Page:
Measurements and Analysis of Film Cooling On Gas Turbine Vane Endwall and Suction Surface
MetadataShow full item record
Researchers in gas turbine field take great interest in the cooling performance on the first-stage vane in a more authentic configuration because of the complicated flow characteristics and intensive heat load that comes from the exit of the combustor. With the three-dimensional vane geometry and the corresponding wind tunnel design, a more realistic flow field can thus be simulated. The annular sector cascades were therefore selected and the Pressure-sensitive paint (PSP) technique was used to study the film cooling effectiveness on the endwall and vane’s suction surface. On the other hand, PSP technique was also applied on a linear cascade to study the effect of upstream leakage injection angle on various endwall film cooling designs. In the first part of the study, full-scale turbine vanes were used to construct a three-vane annular sector cascade. Two kinds of film cooling designs are attained through the layback fan-shaped and cylindrical holes dispersed on the vanes and endwalls. This study targets the film cooling effectiveness comparison on the inner endwall of turbine vane. Tests were performed under the mainstream Reynolds number 350,000; the related inlet Mach number is 0.09. Coolant-to-mainstream mass flow ratios (2%, 3%, 4%) and density ratios (1.0, 1.5) were examined. The results provide the gas turbine engine designer a direct performance comparison between two film-hole configurations on a full-scale vane endwall under the same amount of coolant usage. The second part of the study is focused on the film cooling on the suction surface of a turbine vane under transonic flow condition. The experiments were performed in a five-vane annular sector cascade. The exit Mach numbers were varied from 0.7, 0.9, and 1.1. Density ratios, ranging from 1.0, 1.5 to 2.0; three blowing ratios ranging from 0.7, 1.0, 1.6 for the suction surface were studied. Three rows of radial-angle cylindrical holes around the leading edge and two rows of compound-angle shaped holes on are the suction surface of the test vane. The results demonstrate the mix effects of coolant amount, density ratio, and exit Mach number on the film cooling as well as its interaction with the potential shock wave. The third part of the study is to investigate the effects of upstream leakage injection angle on film cooling effectiveness of a turbine vane endwall with various film-hole designs. To simulate the upstream leakage flow between the combustor and the turbine vane, three potential leakage injection angles were studied: 30 degrees, 40 degrees, and 50 degrees. To explore the optimum endwall cooling design, five different film-hole patterns were tested: axial row, cross row, cluster, mid-chord row, and downstream row. Experiments were conducted in a four-passage linear cascade at the exit isentropic Mach number 0.5 corresponding to the inlet Reynolds number 380,000 based on turbine vane axial chord length. For a fair performance comparison, the coolant was fixed at mass flow ratio 1% and density ratio 1.5. The results provide the gas turbine designers a valuable information on how to select the best endwall cooling pattern with minimum cooling air consumption over a range of upstream leakage injection angles.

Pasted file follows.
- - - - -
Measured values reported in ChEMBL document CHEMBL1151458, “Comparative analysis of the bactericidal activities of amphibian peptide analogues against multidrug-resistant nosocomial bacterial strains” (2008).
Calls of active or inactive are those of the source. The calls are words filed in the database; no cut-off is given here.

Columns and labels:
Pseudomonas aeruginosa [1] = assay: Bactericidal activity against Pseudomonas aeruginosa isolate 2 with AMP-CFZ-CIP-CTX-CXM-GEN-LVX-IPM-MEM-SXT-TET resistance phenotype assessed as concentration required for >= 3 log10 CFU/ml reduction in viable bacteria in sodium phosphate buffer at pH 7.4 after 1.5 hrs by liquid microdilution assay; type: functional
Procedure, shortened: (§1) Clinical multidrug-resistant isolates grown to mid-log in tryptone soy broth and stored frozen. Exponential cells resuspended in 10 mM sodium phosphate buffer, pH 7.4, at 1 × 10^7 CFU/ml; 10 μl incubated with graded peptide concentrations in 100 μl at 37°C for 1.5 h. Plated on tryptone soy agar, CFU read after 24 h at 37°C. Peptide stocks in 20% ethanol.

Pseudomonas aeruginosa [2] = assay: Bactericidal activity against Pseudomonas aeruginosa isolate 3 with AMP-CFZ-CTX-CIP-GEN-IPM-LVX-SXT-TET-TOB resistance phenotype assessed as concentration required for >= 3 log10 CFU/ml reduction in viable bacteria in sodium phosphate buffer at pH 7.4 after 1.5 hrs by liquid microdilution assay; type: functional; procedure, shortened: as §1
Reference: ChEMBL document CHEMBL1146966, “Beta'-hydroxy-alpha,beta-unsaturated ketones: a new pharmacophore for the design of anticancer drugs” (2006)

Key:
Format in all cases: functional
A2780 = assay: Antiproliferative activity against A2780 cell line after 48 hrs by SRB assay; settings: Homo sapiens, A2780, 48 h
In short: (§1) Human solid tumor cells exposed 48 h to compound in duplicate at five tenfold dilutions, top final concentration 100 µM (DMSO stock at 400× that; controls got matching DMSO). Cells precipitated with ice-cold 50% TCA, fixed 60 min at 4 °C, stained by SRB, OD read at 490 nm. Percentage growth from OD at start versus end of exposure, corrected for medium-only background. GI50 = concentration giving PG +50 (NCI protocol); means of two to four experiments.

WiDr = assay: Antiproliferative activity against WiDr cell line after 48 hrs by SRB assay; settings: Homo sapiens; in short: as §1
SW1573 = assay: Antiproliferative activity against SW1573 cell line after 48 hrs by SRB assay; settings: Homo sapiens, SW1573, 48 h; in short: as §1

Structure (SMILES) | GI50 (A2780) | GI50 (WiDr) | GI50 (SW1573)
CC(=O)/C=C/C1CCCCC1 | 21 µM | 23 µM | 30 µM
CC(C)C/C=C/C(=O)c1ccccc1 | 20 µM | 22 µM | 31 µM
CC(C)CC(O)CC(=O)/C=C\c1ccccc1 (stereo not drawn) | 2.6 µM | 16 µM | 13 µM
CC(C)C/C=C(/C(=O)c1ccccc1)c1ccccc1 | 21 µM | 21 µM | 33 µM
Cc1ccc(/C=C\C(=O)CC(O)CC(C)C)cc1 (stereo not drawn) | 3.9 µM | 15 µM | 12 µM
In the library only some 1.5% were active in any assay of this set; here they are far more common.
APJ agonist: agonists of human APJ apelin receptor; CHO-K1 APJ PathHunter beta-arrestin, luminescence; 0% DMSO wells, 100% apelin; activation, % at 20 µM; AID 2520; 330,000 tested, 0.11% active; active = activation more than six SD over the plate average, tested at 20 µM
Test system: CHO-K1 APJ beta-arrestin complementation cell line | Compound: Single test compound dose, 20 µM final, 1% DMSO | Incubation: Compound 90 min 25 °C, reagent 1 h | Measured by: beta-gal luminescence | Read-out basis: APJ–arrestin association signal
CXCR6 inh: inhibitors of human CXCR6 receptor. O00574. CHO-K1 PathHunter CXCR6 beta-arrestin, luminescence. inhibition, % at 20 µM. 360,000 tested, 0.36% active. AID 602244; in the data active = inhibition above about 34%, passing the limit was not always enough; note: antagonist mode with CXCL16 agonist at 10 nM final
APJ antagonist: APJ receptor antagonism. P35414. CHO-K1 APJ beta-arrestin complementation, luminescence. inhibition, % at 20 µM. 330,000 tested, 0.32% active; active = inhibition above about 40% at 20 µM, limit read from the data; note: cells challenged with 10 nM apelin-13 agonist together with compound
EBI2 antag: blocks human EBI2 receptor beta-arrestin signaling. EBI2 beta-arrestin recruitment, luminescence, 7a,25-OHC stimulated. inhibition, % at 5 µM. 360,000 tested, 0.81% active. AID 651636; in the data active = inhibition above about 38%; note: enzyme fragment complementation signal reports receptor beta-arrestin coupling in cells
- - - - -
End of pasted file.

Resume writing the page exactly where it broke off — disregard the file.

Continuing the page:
Annular Sector Cascade
Mass Flow Ratio
Upstream Leakage Injection Angle
Shiau, Chao-Cheng (2017). Measurements and Analysis of Film Cooling On Gas Turbine Vane Endwall and Suction Surface. Doctoral dissertation, Texas A&M University. Available electronically from